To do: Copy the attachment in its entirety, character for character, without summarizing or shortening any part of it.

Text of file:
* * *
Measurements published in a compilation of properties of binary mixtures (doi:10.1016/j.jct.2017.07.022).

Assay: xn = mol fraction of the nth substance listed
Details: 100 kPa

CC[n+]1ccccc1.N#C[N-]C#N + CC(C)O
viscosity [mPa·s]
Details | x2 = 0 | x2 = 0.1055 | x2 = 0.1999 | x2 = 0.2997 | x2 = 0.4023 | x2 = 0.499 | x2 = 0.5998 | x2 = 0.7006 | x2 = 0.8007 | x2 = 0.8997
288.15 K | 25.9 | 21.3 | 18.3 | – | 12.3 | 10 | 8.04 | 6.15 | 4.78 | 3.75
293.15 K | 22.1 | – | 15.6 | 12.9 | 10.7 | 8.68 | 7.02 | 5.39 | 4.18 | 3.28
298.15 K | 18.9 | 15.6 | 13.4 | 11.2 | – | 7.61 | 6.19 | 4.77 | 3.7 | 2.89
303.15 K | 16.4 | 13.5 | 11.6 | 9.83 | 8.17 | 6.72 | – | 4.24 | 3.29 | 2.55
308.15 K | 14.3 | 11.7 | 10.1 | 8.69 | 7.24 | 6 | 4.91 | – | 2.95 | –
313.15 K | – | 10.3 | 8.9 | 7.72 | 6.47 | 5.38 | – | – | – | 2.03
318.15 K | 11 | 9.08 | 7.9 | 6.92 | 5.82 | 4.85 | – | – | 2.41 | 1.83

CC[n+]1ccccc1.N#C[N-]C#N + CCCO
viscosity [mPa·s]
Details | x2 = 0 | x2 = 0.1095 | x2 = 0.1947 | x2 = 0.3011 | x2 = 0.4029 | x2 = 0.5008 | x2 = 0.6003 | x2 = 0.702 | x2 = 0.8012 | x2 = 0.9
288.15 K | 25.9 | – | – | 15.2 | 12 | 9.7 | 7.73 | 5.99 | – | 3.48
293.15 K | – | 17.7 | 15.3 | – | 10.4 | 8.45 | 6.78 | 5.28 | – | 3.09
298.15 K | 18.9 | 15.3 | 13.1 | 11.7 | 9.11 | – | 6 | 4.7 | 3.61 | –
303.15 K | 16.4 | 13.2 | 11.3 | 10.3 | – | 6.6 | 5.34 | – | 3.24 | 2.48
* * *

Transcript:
Measurements published in a compilation of properties of binary mixtures (doi:10.1016/j.jct.2017.07.022).

Assay: xn = mol fraction of the nth substance listed
Details: 100 kPa

CC[n+]1ccccc1.N#C[N-]C#N + CC(C)O
viscosity [mPa·s]
Details | x2 = 0 | x2 = 0.1055 | x2 = 0.1999 | x2 = 0.2997 | x2 = 0.4023 | x2 = 0.499 | x2 = 0.5998 | x2 = 0.7006 | x2 = 0.8007 | x2 = 0.8997
288.15 K | 25.9 | 21.3 | 18.3 | – | 12.3 | 10 | 8.04 | 6.15 | 4.78 | 3.75
293.15 K | 22.1 | – | 15.6 | 12.9 | 10.7 | 8.68 | 7.02 | 5.39 | 4.18 | 3.28
298.15 K | 18.9 | 15.6 | 13.4 | 11.2 | – | 7.61 | 6.19 | 4.77 | 3.7 | 2.89
303.15 K | 16.4 | 13.5 | 11.6 | 9.83 | 8.17 | 6.72 | – | 4.24 | 3.29 | 2.55
308.15 K | 14.3 | 11.7 | 10.1 | 8.69 | 7.24 | 6 | 4.91 | – | 2.95 | –
313.15 K | – | 10.3 | 8.9 | 7.72 | 6.47 | 5.38 | – | – | – | 2.03
318.15 K | 11 | 9.08 | 7.9 | 6.92 | 5.82 | 4.85 | – | – | 2.41 | 1.83

CC[n+]1ccccc1.N#C[N-]C#N + CCCO
viscosity [mPa·s]
Details | x2 = 0 | x2 = 0.1095 | x2 = 0.1947 | x2 = 0.3011 | x2 = 0.4029 | x2 = 0.5008 | x2 = 0.6003 | x2 = 0.702 | x2 = 0.8012 | x2 = 0.9
288.15 K | 25.9 | – | – | 15.2 | 12 | 9.7 | 7.73 | 5.99 | – | 3.48
293.15 K | – | 17.7 | 15.3 | – | 10.4 | 8.45 | 6.78 | 5.28 | – | 3.09
298.15 K | 18.9 | 15.3 | 13.1 | 11.7 | 9.11 | – | 6 | 4.7 | 3.61 | –
303.15 K | 16.4 | 13.2 | 11.3 | 10.3 | – | 6.6 | 5.34 | – | 3.24 | 2.48